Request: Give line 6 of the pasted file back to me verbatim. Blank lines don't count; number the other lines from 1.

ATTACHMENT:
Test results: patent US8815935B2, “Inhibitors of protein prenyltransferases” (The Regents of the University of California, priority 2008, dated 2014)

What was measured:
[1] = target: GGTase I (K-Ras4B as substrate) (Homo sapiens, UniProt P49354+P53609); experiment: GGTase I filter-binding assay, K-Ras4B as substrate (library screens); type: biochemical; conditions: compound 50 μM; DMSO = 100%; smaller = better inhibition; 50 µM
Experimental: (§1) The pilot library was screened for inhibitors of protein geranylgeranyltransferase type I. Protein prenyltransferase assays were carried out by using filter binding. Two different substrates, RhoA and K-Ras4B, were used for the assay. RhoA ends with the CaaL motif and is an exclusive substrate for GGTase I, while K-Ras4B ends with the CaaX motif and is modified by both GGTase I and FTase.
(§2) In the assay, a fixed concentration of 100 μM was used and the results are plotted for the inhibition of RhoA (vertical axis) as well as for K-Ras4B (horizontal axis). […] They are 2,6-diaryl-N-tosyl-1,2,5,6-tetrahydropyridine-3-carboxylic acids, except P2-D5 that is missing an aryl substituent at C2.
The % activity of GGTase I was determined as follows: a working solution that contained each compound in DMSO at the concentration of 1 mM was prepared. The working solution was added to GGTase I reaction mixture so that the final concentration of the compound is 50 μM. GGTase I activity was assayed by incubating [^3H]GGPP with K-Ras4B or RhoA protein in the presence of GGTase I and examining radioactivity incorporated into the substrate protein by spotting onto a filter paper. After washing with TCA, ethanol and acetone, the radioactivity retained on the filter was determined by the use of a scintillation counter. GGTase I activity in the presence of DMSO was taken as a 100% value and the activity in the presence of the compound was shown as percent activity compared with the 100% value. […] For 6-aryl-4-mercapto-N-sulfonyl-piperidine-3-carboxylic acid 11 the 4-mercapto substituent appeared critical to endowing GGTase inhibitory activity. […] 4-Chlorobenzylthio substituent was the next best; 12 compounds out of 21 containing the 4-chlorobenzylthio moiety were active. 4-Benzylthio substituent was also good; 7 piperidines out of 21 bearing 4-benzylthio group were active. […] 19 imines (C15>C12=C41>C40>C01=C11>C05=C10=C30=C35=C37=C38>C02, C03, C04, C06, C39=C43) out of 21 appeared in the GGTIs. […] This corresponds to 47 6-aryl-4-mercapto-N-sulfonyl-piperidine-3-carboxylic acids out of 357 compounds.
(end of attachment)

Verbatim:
The % activity of GGTase I was determined as follows: a working solution that contained each compound in DMSO at the concentration of 1 mM was prepared. The working solution was added to GGTase I reaction mixture so that the final concentration of the compound is 50 μM. GGTase I activity was assayed by incubating [^3H]GGPP with K-Ras4B or RhoA protein in the presence of GGTase I and examining radioactivity incorporated into the substrate protein by spotting onto a filter paper. After washing with TCA, ethanol and acetone, the radioactivity retained on the filter was determined by the use of a scintillation counter. GGTase I activity in the presence of DMSO was taken as a 100% value and the activity in the presence of the compound was shown as percent activity compared with the 100% value. […] For 6-aryl-4-mercapto-N-sulfonyl-piperidine-3-carboxylic acid 11 the 4-mercapto substituent appeared critical to endowing GGTase inhibitory activity. […] 4-Chlorobenzylthio substituent was the next best; 12 compounds out of 21 containing the 4-chlorobenzylthio moiety were active. 4-Benzylthio substituent was also good; 7 piperidines out of 21 bearing 4-benzylthio group were active. […] 19 imines (C15>C12=C41>C40>C01=C11>C05=C10=C30=C35=C37=C38>C02, C03, C04, C06, C39=C43) out of 21 appeared in the GGTIs. […] This corresponds to 47 6-aryl-4-mercapto-N-sulfonyl-piperidine-3-carboxylic acids out of 357 compounds.